As the leather-clad soldiers helped Ryker to his feet, Ravana bit her lip and looked around, desperately searching for a way to reach her brother.
Phoenix held her back. “It’s too late,” she said, her blue eyes heavy. “I’m so sorry.”
“Trust,” Finn said calmly.
There was silence as the elder addressed the people. “These fine men represent the very best the Wolf Tribe has to offer. They are brave and true, and they are prepared to sacrifice their lives to prove their worth. Aymesh of the House of Elya, Ryker of the House of Ilma, Tau of the House of Makin. It is my honor to deliver you now into the hands of the ancestors.”
There was a moment of calm, a moment of hesitation, as the men were still. It felt as though all the Wolves—contenders, elders, and onlookers alike—were frozen in time. Ravana clung to hope. There was yet a chance. They could still turn back.
But then Aymesh stepped forward, and the other two followed.
Phoenix’s hand tightened on Ravana’s arm as the contenders strode into the water.
Ravana held her breath as they disappeared under the surface, as if gripped by a beast beyond. Her heart beat faster and faster, competing with the rhythm of the ceremonial drums, which was building into a crescendo. But still none of the men rose to the surface. The elders exchanged glances.
Something was wrong.
According to legend, the ancestors would select the most noble and kingly of the three to defy the laws of nature, and he would float to the top despite his load. But as her lungs burned, she knew they weren’t coming up. And as much as she loved her brother, she couldn’t hold her breath any longer. She surrendered and gasped for air.
Phoenix released her grip on her arm, and Ravana didn’t hesitate. Forgetting herself and an ageless tradition, she rushed out onto the river until she stood between the banks, looking down at the murky water, frantically seeking a sign her brother was alive. But she found nothing. The water was too deep.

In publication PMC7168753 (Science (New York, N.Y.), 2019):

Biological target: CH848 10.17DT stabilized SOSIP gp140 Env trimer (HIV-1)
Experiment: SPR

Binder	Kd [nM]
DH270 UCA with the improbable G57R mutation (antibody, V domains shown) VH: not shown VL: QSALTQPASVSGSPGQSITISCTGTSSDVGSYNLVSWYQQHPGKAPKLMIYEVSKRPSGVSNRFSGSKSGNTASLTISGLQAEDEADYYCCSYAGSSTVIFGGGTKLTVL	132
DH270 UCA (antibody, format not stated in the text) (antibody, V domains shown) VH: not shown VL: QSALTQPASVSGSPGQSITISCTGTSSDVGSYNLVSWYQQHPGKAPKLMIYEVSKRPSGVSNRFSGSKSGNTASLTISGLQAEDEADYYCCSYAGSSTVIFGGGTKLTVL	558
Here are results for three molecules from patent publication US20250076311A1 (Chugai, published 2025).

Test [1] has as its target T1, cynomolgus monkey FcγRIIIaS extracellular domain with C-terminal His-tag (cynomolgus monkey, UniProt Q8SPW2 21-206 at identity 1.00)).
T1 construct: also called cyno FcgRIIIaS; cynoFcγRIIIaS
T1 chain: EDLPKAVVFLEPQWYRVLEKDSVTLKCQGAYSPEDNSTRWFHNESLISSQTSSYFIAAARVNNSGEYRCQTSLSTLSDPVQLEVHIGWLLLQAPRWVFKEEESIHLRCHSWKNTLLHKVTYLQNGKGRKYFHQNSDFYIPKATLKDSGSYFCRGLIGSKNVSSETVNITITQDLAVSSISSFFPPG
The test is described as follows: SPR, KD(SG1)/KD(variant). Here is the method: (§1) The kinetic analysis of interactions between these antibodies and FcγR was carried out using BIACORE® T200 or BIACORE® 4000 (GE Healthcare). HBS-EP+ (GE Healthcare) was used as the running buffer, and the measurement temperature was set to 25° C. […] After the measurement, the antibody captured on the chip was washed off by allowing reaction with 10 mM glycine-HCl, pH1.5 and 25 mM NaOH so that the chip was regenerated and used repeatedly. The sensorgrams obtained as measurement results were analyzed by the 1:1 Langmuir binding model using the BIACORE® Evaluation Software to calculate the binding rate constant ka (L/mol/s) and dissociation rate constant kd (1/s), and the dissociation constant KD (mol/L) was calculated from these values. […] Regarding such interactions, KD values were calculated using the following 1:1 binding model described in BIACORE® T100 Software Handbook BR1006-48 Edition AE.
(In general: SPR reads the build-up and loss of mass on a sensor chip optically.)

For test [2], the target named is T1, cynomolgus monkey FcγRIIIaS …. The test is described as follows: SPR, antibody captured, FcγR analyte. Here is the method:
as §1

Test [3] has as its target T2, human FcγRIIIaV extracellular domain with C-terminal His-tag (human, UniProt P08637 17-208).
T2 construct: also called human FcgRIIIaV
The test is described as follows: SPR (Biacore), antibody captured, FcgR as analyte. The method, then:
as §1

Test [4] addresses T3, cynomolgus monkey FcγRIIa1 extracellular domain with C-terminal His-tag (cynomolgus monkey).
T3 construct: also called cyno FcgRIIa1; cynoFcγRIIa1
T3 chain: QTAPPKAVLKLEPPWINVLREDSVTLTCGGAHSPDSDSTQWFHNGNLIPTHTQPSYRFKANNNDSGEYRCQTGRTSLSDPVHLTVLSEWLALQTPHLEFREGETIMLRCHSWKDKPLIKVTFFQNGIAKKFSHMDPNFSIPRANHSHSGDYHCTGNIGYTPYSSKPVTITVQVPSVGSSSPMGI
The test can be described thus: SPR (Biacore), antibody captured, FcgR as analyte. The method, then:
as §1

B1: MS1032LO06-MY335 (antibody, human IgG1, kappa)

An oppressive silence settled around her. The ceremonial drums stopped. A hush fell over the people on the banks. She looked up to catch Phoenix’s gaze, her eyes wide. She was gripping Finn’s arm; his brow was furrowed in concern. Behind them, the crowds of Wolves stared at Ravana. People she had known her whole life and strangers all looked at her as though she had done something unforgivable.
Confused, Ravana looked down at the water, and stepped back in alarm. She was standing on the surface. She spun around to look at the elders, who stared at her with mixed expressions of anger and awe. Her fear for her brother was momentarily eclipsed by a stab of panic for herself.
She wanted to run. To escape. To save herself from their gaze, their judgment, and their punishment. But as her eyes fell to the surface again, all thought of herself melted away. Ryker was down there.
She dropped to her knees and tried to reach under the water, but while it moved freely, it was as solid as ice to her touch. And she couldn’t save him.
“Please,” she begged of the elders, her voice sounding unnaturally loud in the silence. “Please release them.”
The men and women exchanged glances, and the elder who had performed the ceremony stepped forward.
“Please,” Ravana repeated. She willed her voice not to crack. “They’ll die…”
For an agonizing moment the Elder Babak regarded her before he waved his hand, ordering his soldiers to rescue the contenders.
Ravana stood, watching helplessly as the men entered the water. Moments felt like hours as they bobbed to the surface for air and dived back down to continue looking. She had almost given up hope when they dragged two limp bodies from the river. Ravana ran across the water, her boots leaving ripples on the surface.
She dropped to Ryker’s side as the soldiers tried to revive him. His black hair was plastered against his face and shoulders like a shroud. She held her breath until he finally spluttered and coughed up water. She leaned forward, but his gaze swept past her and settled on the nearest soldier. Between bouts of coughing, he managed a single word. “Who?”
The soldier looked to Ravana skeptically, and the creases of confusion on Ryker’s brow smoothed out as his face hardened. “What have you done?”
The coldness in his voice startled her, and she stood and stepped back.
“Seize her!” Elder Babak cried.
Ravana didn’t have a chance to react. Guards grabbed her from either side. She struggled at first, but the accusing look on her brother’s face had a sobering effect on her, and she allowed herself to be led away.
Behind her, Phoenix yelled across the river in protest.
Welcome to the final round of pitches!
Agents and Publishers,